Organizing & Speaking at Tech Conferences
About this site
I’m Rachel Andrew - a web developer, author and frequent speaker. I presented at ConfConf - a conference for conference organizers - in May 2016. I was asked to talk about what speakers needed to help them have a great conference and be their best at the event. As I didn’t want the talk to be all about what I personally like, I opened up a survey.
The results of that survey were enlightening to me as well as for the conference organizers who heard that talk. I felt that the things people had shared deserved a wider audience than the people at that conference so the bulk of the content on this site is quotes taken from that survey. I’ve edited only to anonymize comments, and have chosen to only “name names” when the story is a positive one - giving credit where it is due.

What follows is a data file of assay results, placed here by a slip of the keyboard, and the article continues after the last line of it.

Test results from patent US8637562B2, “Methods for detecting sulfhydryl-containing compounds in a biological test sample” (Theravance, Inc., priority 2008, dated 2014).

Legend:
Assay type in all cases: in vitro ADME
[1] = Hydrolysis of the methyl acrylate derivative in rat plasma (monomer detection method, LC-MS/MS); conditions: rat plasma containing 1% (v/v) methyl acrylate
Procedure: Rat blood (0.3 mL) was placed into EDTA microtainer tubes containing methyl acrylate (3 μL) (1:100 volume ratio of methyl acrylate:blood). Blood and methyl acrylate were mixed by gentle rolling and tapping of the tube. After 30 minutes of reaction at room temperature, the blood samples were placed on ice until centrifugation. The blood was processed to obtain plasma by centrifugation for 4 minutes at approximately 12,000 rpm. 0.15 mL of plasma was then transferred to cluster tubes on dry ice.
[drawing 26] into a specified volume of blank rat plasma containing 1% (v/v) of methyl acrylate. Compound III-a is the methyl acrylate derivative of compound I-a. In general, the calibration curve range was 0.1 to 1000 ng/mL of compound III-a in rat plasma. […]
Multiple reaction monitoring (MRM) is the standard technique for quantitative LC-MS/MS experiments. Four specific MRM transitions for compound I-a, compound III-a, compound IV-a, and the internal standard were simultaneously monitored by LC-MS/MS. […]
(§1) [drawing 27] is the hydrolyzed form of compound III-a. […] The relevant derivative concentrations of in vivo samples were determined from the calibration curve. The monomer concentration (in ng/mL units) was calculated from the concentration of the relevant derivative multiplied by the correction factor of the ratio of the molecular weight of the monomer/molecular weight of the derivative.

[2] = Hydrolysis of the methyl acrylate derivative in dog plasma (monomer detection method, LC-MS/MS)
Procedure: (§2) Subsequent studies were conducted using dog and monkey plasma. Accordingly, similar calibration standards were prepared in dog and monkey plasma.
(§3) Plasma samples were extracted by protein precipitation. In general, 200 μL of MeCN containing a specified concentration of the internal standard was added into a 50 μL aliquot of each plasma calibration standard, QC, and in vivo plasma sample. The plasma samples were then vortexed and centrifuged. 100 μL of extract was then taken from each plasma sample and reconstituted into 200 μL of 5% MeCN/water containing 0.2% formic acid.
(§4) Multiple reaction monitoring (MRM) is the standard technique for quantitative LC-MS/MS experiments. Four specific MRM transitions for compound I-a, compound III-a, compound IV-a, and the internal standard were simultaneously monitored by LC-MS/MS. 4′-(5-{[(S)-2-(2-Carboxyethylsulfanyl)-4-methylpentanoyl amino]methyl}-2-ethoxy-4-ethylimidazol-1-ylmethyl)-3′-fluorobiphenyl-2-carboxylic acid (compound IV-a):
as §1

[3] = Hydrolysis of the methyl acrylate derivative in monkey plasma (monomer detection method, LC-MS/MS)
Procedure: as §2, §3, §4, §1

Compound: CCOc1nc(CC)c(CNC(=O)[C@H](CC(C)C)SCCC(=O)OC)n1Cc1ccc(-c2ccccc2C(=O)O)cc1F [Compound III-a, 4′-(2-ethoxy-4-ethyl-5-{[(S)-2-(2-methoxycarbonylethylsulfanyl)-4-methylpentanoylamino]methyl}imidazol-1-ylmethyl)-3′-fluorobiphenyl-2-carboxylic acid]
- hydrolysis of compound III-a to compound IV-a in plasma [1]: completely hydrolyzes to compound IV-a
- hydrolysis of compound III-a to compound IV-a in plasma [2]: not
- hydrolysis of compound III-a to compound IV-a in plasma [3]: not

UX Poland - looked after personally by conference hosts. Taken to dinner each night and shown the city. All ancillary expenses covered.
I found lunch/breaktime topic tables to be a fantastic way to connect with attendees. I also would like to see more office hours at conferences. Speaker dinners are really valuable too; I want to connect with notable people/mentors and once we are in the wild of the conference it’s hard to connect.
DockerCon – speakers had private wifi in the speakers’ lounge while preparing and rehearsing for talks.
It can have a negative impact on my talk when A/V people are being really aggressive about setting up my laptop, I usually know more than they do about how to adjust settings.
I’ve never spoken to organizers about a problem. It’s such a small community and I wouldn’t want to endanger my ability to speak.
If the conference is making money from tickets, I expect speakers to be paid relative to their experience, the ticket price, and number of attendees. Travel coverage and hotel is also an expectation in this case. If the conference is non-profit or small, these things are negotiable.